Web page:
Michael Andersen, Green Lane Project staff writer
Indianapolis, IN: crossing eras.
If you want to see the rich opportunities in urban transportation, sometimes you need someone outside the transportation world.
On Monday, Washington Post “innovation” writer Matt McFarland wrote one of the most sweeping endorsements of protected bike lanes that we’ve seen so far.
McFarland found a creative metaphor for the problem Americans face when they try to ride a bike. Just as the Americans of the 1910s were obliged to bring a shovel with them on cross-country car trips, he writes, Americans of the 2010s are obliged to carry a different sort of burden on our crosstown bike trips.
Pity the driver who dared attempt a cross-country road trip in the early 20th century. Consider what an engineer for the primitive Lincoln Highway suggested motorists bring along for such a journey: a shovel, an ax, a four-foot hardwood plank, 50 feet of rope, 16 feet of cable and a pistol.
The advice comes from F.H. Trego, who appears in Earl Swift’s ?The Big Roads,? which chronicled the creation of the Interstate Highway System. Part I of the book is appropriately called ?Out of the Mud.?
The $130 billion project, despite its flaws, is arguably the United States? most important infrastructure ever. It connected the country and stimulated the economy.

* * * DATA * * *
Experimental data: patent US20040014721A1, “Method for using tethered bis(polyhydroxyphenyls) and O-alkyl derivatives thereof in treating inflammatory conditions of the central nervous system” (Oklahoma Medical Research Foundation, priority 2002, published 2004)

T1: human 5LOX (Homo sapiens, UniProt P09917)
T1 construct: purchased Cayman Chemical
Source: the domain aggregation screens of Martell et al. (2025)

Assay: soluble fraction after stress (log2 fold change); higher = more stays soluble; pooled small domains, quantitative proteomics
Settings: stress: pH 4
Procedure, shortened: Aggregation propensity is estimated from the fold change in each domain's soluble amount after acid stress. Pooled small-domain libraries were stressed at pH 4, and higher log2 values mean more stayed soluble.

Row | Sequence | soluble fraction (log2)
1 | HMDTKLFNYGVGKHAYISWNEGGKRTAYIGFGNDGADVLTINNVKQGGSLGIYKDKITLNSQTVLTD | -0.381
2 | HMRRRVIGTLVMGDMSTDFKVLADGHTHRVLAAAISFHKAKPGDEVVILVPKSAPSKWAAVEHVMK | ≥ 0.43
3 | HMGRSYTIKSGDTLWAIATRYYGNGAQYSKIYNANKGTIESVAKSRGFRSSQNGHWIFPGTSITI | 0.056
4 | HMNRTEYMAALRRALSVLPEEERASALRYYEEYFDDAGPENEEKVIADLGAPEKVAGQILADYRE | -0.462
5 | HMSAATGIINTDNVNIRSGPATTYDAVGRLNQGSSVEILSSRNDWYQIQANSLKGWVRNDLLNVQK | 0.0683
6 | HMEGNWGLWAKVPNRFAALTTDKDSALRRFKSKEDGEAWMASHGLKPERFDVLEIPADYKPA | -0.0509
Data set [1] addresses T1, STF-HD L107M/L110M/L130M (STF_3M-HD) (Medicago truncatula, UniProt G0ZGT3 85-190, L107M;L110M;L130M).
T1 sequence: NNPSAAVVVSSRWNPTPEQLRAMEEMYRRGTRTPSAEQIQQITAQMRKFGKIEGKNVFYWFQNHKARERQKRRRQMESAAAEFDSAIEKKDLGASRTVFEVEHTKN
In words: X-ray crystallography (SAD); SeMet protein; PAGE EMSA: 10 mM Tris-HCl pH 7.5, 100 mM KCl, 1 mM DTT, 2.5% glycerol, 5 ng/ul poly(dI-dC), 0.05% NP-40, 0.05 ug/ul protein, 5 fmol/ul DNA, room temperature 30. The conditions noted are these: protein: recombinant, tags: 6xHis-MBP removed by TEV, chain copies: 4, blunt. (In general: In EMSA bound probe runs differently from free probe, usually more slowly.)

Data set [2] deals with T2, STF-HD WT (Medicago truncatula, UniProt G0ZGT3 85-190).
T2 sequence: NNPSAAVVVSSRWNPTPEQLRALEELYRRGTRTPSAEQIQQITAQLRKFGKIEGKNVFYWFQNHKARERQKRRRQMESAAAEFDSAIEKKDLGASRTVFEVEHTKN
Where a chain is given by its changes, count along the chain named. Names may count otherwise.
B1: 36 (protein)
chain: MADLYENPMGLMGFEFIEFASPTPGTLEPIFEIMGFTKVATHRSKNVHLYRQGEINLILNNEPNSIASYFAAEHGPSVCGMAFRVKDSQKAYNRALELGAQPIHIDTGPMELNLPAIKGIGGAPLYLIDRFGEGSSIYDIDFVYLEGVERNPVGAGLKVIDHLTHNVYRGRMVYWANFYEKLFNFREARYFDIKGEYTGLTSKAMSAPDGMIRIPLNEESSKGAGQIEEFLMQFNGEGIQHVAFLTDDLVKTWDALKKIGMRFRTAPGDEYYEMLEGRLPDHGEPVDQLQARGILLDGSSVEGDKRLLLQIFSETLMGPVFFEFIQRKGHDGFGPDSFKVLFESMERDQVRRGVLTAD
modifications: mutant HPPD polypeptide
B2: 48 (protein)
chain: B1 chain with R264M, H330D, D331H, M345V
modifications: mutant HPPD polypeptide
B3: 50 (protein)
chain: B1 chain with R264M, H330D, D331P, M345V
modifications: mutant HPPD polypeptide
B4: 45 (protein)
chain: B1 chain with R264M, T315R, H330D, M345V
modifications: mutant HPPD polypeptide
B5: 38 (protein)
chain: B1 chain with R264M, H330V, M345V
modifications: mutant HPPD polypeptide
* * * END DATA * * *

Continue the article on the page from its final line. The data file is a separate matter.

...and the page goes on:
Today, biking in your average American city doesn’t involve muddy roads, and there’s no need for an ax or shovel. But biking across town too often requires one to pack bravery, and a tolerance for stress. While bike commuting has grown 60 percent over the last decade, it remains a blip on the national level. (Bicyclists account for 0.6 percent of all commuters.)
Experts say that for cycling to truly blossom in the United States will require networks of cycletracks — bike lanes separated from vehicular traffic by vertical barriers.
McFarland’s piece is titled “Why cycletrack networks should be the next great American transit project.” Though experts on this subject won’t be surprised by anything in his piece, it’s an inspiring reminder of just how inspiring high-quality streets are to millions of people who would love to get around more by bicycle.
Fortunately, we’re gradually finding ways to make that happen. Protected bike lanes are already spreading fast. If we can keep today’s trends rolling, 30 years from now American life will once again be completely transformed by transportation infrastructure. Which means, by our calculations, that the future Jack Kerouac of bicycling should be born any day now.
The Green Lane Project helps U.S. cities build better bike lanes to create low-stress streets. You can follow us on LinkedIn, Twitter or Facebook or sign up for our weekly news digest about protected bike lanes. Story tip? Write [email protected]